Case Report - (2023) Volume 10, Issue 4

Neuroleptic Malignant Syndrome with Acute Renal Failure Associated with Rhabdomyolysis: A Case Report

Sunakshi Sharma, Sanjay Bhat* and Zahoor Ahmed
Department of Medicine, ASCOMS Hospital, Jammu, India
*Correspondence: Sanjay Bhat, Department of Medicine, ASCOMS Hospital, Jammu, India, Email:

Received: Apr 24, 2023, Manuscript No. JEBMH-23-96880; Editor assigned: Apr 26, 2023, Pre QC No. JEBMH-23-96880 (PQ); Reviewed: May 10, 2023, QC No. JEBMH-23-96880; Revised: Jun 23, 2023, Manuscript No. JEBMH-23-96880 (R); Published: Jun 30, 2023, DOI: 10.18410/jebmh/2023/10/3/95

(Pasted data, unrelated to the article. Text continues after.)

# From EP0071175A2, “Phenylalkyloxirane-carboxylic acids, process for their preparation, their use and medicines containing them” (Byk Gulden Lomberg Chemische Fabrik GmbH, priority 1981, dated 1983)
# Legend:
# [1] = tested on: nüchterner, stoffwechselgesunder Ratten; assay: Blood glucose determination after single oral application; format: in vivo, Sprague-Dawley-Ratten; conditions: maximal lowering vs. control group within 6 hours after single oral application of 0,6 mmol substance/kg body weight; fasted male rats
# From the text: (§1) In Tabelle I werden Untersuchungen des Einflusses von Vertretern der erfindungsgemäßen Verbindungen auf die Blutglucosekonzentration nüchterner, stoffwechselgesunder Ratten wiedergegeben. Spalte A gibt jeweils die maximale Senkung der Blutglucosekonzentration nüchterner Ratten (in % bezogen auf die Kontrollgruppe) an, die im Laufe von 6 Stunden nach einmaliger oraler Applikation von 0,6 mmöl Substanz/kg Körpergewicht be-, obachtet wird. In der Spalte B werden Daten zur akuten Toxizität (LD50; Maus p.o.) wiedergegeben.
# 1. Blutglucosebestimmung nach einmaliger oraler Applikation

Citation: Sharma S, Bhat S, Ahmed Z. Neuroleptic Malignant Syndrome with Acute Renal Failure Associated with Rhabdomyolysis: a Case Report. J Evid Based Med Healthc 2023;10(3):95.


Neuroleptic malignant syndrome is a rare, life threatening neurologic emergency characterized by fever, rigidity, autonomic instability, mental status changes and an elevated creatine kinase level. It often occurs shortly after the initiation of neuroleptic treatment, or after dose increase. The management of patients with NMS is based upon clinical severity and includes supportive care, withdrawal of antipsychotic agent and agents like bromocriptine and dantrolene. Complications include acute renal failure associated with rhabdomyolysis, respiratory failure, electrolyte imbalance, hepatic failure, seizures from hyperthermia and metabolic derangements, etc.


Neuroleptic malignant syndrome, Creatine kinase level, Fever, Rigidity, Autonomic instability, Hyperthermia, Antipsychotic agent